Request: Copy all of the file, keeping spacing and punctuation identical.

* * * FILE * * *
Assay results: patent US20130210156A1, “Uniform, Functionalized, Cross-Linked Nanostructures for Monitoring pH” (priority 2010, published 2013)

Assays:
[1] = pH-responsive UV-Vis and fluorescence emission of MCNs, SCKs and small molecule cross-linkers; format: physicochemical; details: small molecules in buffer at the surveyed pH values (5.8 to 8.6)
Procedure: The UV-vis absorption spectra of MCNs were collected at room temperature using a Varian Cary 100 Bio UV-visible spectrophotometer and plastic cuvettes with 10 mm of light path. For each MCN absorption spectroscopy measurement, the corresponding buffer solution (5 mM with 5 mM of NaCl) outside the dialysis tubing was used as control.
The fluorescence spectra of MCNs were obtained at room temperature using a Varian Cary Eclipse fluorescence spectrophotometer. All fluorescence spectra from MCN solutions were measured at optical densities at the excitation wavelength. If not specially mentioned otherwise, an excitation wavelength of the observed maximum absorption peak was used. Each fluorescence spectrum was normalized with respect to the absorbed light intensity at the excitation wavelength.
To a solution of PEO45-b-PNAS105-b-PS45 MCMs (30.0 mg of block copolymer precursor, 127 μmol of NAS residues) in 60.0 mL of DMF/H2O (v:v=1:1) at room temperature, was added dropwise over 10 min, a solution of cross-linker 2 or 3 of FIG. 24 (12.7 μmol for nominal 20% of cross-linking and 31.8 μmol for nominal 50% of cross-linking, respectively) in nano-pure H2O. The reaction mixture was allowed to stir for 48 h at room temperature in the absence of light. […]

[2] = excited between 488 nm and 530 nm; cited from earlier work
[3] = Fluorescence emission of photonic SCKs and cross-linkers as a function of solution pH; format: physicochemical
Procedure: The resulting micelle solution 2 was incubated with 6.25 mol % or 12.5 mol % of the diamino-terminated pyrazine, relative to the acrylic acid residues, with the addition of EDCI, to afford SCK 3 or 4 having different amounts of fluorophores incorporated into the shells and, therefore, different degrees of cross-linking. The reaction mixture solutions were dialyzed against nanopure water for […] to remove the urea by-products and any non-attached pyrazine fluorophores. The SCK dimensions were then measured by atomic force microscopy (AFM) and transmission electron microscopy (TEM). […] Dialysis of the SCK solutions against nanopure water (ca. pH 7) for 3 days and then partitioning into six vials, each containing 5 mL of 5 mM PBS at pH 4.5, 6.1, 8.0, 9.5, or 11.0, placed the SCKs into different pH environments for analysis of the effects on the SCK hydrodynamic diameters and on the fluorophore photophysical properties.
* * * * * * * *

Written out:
Assay results: patent US20130210156A1, “Uniform, Functionalized, Cross-Linked Nanostructures for Monitoring pH” (priority 2010, published 2013)

Assays:
[1] = pH-responsive UV-Vis and fluorescence emission of MCNs, SCKs and small molecule cross-linkers; format: physicochemical; details: small molecules in buffer at the surveyed pH values (5.8 to 8.6)
Procedure: The UV-vis absorption spectra of MCNs were collected at room temperature using a Varian Cary 100 Bio UV-visible spectrophotometer and plastic cuvettes with 10 mm of light path. For each MCN absorption spectroscopy measurement, the corresponding buffer solution (5 mM with 5 mM of NaCl) outside the dialysis tubing was used as control.
The fluorescence spectra of MCNs were obtained at room temperature using a Varian Cary Eclipse fluorescence spectrophotometer. All fluorescence spectra from MCN solutions were measured at optical densities at the excitation wavelength. If not specially mentioned otherwise, an excitation wavelength of the observed maximum absorption peak was used. Each fluorescence spectrum was normalized with respect to the absorbed light intensity at the excitation wavelength.
To a solution of PEO45-b-PNAS105-b-PS45 MCMs (30.0 mg of block copolymer precursor, 127 μmol of NAS residues) in 60.0 mL of DMF/H2O (v:v=1:1) at room temperature, was added dropwise over 10 min, a solution of cross-linker 2 or 3 of FIG. 24 (12.7 μmol for nominal 20% of cross-linking and 31.8 μmol for nominal 50% of cross-linking, respectively) in nano-pure H2O. The reaction mixture was allowed to stir for 48 h at room temperature in the absence of light. […]

[2] = excited between 488 nm and 530 nm; cited from earlier work
[3] = Fluorescence emission of photonic SCKs and cross-linkers as a function of solution pH; format: physicochemical
Procedure: The resulting micelle solution 2 was incubated with 6.25 mol % or 12.5 mol % of the diamino-terminated pyrazine, relative to the acrylic acid residues, with the addition of EDCI, to afford SCK 3 or 4 having different amounts of fluorophores incorporated into the shells and, therefore, different degrees of cross-linking. The reaction mixture solutions were dialyzed against nanopure water for […] to remove the urea by-products and any non-attached pyrazine fluorophores. The SCK dimensions were then measured by atomic force microscopy (AFM) and transmission electron microscopy (TEM). […] Dialysis of the SCK solutions against nanopure water (ca. pH 7) for 3 days and then partitioning into six vials, each containing 5 mL of 5 mM PBS at pH 4.5, 6.1, 8.0, 9.5, or 11.0, placed the SCKs into different pH environments for analysis of the effects on the SCK hydrodynamic diameters and on the fluorophore photophysical properties.